During the dictatorship years - which had its violent beginning in 1973 and ended in 1990 when power was handed over to Patricio Aylwin - Chileans were subjected to systematic and massive violations of their most basic human rights. Official figures indicate that nearly 3,000 people were executed, disappeared or lost their lives as a result of torture and political violence. There is no official tally, however, of the thousands of people who survived politically-motivated imprisonment, torture, and other forms of human rights violations during those years.

"Remembering helps the people of a country avoid committing the same crimes, calling things by their name; a criminal is a criminal... The worst thing that could happen in Chile... would be for oblivion to do away with this problem"
(Sola Sierra, president of the Association of Relatives of the Disappeared, El Siglo, February 20, 1998)



Who We Are and How We Work


The Derechos Chile site is produced by compiling part of the vast body of information that already exists in the form of testimonies, documents, books, articles, and others. Our focus is limited to a specific groups of rights - the right to life, the rights to personal integrity, liberty and security, the right to live in one’s own country and the right to participate in government. The exclusion of other rights does not undermine their importance. Indeed, we recognize that other human rights are being violated day after day in Chile. These will be addressed in the "Features" section of the "Newsroom" where we will present articles and essays related to a broader definition of human rights.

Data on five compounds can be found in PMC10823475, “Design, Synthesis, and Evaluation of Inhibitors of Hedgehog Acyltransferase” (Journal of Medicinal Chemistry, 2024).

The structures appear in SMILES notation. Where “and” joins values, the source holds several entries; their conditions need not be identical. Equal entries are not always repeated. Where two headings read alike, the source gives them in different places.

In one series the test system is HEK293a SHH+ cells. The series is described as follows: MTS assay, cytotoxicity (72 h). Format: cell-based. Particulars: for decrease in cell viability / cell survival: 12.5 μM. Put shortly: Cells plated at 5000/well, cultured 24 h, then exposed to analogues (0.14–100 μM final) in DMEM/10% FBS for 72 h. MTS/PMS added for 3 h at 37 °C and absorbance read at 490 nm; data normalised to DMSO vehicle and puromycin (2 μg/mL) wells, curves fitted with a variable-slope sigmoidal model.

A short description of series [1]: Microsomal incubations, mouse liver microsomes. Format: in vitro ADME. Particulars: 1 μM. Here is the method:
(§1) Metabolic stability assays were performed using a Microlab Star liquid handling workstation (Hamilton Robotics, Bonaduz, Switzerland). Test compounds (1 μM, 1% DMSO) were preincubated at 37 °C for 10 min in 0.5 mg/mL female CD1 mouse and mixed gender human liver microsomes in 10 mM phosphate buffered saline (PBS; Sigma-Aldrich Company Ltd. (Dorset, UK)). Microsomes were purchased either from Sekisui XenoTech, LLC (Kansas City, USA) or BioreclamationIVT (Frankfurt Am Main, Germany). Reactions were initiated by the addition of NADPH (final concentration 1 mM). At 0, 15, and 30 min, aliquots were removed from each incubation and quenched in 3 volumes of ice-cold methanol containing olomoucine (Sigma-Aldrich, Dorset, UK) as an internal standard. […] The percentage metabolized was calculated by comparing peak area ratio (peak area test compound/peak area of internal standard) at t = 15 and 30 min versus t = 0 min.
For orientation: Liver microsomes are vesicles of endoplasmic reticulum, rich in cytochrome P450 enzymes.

The Derechos Chile site is developed by Louise Egan, Maxine Lowy and Isabel Toledo with funding from the Ford Foundation and is administered by the Chile Information Project..


Our work is guided by a group of advisors - many with a long and distinguished career in human rights-related fields - who contribute their time voluntarily. We thank them for the valuable contribution their expertise makes to the site.


We would also like to thank the photographers - Helen Hughes, Nelson Mu�oz, Luis Navarro and Marcelo Dauros - whose images give witness to the obstinacy of memory. For more information about these photographers and their work